A program for constructing a phylogenetic network from two (not necessarily binary) phylogenetic (gene) trees. The constructed phylogenetic network will display (refinements of) both trees. The program aims to minimize the reticulation number of the constructed network. For worst-case performance guarantees, see below. This program extends our original Cycle Killer program, which could only handle binary trees.

## Reference

Leo van Iersel, Steven Kelk, Nela Lekić and Celine Scornavacca, A practical approximation algorithm for solving massive instances of hybridization number for binary and nonbinary trees. Submitted. Preliminary version in WABI 2012.

## Installation

Download the source file NonbinaryCycleKiller.java.

Install CPLEX, which is free for academic use, see IBM academic initiative.

(Optional) Install Dendroscope, to view the constructed phylogenetic networks.

(Optional) Download rSPR, compile it and put its executable in the directory of NonbinaryCycleKiller (a Windows executable is here). This is only needed if you want to use the –rspr or –rsprapp options.

To compile the source code, download and install a Java Compiler.

Open a terminal window and navigate to the folder of NonbinaryCycleKiller.

Type “javac -classpath jarpath NonbinaryCycleKiller.java” where “jarpath” is the location of cplex.jar on your computer.

## Running the program

Type “java -classpath jarpath;. -Djava.library.path=libpath NonbinaryCycleKiller test.tree”

“test.tree” | text file containing two trees in newick format, one per line |

“libpath” | path to CPLEX shared library on your computer (the folder containing the CPLEX binaries). Setting the libpath might not be necessary. |

“jarpath” | path to cplex.jar on your computer (e.g. “C:\Program Files\IBM\ILOG\CPLEX_Studio125\cplex\lib\cplex.jar”). |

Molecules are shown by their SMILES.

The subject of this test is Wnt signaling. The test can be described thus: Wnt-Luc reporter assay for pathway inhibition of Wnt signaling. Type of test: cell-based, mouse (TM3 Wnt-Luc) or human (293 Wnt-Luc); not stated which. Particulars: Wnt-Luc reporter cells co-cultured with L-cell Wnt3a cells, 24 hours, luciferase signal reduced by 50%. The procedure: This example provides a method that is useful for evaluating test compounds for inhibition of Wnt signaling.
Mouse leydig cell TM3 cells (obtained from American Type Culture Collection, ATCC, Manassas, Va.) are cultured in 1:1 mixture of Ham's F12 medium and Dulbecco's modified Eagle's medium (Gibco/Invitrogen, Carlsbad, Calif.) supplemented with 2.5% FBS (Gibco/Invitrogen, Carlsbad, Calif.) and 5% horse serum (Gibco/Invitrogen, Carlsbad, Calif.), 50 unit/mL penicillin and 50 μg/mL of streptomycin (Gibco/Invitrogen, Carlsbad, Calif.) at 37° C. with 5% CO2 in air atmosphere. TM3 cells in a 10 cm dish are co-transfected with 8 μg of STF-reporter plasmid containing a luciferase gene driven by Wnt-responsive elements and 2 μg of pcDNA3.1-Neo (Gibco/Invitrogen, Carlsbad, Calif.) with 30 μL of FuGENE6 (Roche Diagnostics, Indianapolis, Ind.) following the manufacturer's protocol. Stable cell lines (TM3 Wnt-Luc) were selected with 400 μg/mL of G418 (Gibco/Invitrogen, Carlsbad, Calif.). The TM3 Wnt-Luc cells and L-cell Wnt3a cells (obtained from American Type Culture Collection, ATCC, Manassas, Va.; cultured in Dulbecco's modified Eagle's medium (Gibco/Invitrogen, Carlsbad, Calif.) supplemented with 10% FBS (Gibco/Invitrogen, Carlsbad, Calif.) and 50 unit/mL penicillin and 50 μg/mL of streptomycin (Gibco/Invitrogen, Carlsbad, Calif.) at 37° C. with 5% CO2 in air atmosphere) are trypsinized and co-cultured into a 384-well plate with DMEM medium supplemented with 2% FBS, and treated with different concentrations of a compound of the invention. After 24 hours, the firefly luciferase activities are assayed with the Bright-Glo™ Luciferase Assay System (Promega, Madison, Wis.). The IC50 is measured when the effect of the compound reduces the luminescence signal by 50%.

The constructed phylogenetic network is saved in e-Newick format to a file “test-network.tree”. This file can be opened with Dendroscope.

## Options

–maf | use the FPT algorithm of MAF to compute an intial agreement forest (default) |

–mafapp | use the approximation algorithm of MAF to compute an intial agreement forest |

–rspr | use the FPT algorithm of rSPR to compute an intial agreement forest |

–rsprapp | use the approximation algorithm of rSPR to compute an intial agreement forest |

–given af.txt | use the initial agreement forest given in the file af.txt |

Note that the options –rspr and –rsprapp can currently only be used when at least one of the two input trees is binary. They use the program rSPR by Chris Whidden. The approximation algorithms are much faster than the FPT algorithms but their performance might not be as good (see below). The file “af.txt” should be as in this example file.

## Example

and an agreement forest file: testaf.txt.

The two input trees. |

If you run Cycle Killer for these trees (with the default option), the program will construct this phylogenetic network, which can be viewed using Dendroscope. It looks as follows:

The constructed phylogenetic network. |

If you specify the initial agreement forest testaf.txt, the program will construct a phylogenetic network with three reticulations (the optimum that can be achieved by cutting this agreement forest).

A bigger input file: caterpillar.tree.

## Worst-case performance

Cycle killer aims at constructing a phylogenetic network with a smallest possible reticulation number. The worst-case approximation ratio of the algorithm depends on whether the input trees are binary and which option is used, as specified in the following table:

binary input trees | one binary one nonbinary | nonbinary input trees | ||

–maf | 2-approximation | 4-approximation | 4-approximation | |

–mafapp | 5-approximation | 7-approximation | 7-approximation | |

–rspr | 2-approximation | 4-approximation | N/A | |

–rsprapp | 4-approximation | 6-approximation | N/A | |

Note that in practice the approximation ratios are much smaller for (almost?) all data.

## Additional functionality

Cycle Killer can also be used to transform a given acyclic agreement forest into a network. Simply run the program with “java NonbinaryCycleKiller trees.tree –given aaf.txt” (plus the necessary path information) and it will output a phylogenetic network displaying the two trees in “trees.tree” and corresponding to the acyclic agreement forest specified in “aaf.txt”.

Cycle Killer can also be used to find a directed feedback vertex set of a given digraph. Run the program with “java NonbinaryCycleKiller outlists.txt –dfvs”. The vertices of the graph need to be numbered 0,1,…,n-1 and line i of the input file should contain the outneighbours of vertex i-1 separated by spaces.